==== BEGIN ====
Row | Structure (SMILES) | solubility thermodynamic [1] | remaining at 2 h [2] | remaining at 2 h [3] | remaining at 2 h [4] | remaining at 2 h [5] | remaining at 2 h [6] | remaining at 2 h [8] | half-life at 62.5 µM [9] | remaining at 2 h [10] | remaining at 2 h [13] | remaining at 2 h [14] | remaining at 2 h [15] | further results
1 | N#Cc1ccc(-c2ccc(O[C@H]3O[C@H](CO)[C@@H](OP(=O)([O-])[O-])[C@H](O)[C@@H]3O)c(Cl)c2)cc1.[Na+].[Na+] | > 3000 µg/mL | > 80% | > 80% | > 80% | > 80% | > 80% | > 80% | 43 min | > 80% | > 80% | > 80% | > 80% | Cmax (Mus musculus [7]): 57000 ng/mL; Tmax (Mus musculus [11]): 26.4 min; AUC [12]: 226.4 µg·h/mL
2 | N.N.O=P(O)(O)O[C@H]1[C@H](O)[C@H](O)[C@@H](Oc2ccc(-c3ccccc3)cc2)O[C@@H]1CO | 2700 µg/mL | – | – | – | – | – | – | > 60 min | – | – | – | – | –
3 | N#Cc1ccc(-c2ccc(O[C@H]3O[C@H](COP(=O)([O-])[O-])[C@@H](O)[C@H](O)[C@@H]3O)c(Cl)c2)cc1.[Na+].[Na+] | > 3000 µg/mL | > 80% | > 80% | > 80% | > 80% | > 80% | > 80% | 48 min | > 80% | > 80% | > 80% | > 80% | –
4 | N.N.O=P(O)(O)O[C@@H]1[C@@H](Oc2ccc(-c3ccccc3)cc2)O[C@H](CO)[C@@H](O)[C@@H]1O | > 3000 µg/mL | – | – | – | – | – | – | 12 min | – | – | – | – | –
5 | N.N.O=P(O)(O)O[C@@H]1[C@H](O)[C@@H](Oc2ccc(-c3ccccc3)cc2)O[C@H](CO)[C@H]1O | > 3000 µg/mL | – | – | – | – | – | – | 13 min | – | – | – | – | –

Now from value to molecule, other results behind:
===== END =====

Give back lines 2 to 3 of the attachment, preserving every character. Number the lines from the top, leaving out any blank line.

1 | N#Cc1ccc(-c2ccc(O[C@H]3O[C@H](CO)[C@@H](OP(=O)([O-])[O-])[C@H](O)[C@@H]3O)c(Cl)c2)cc1.[Na+].[Na+] | > 3000 µg/mL | > 80% | > 80% | > 80% | > 80% | > 80% | > 80% | 43 min | > 80% | > 80% | > 80% | > 80% | Cmax (Mus musculus [7]): 57000 ng/mL; Tmax (Mus musculus [11]): 26.4 min; AUC [12]: 226.4 µg·h/mL
2 | N.N.O=P(O)(O)O[C@H]1[C@H](O)[C@H](O)[C@@H](Oc2ccc(-c3ccccc3)cc2)O[C@@H]1CO | 2700 µg/mL | – | – | – | – | – | – | > 60 min | – | – | – | – | –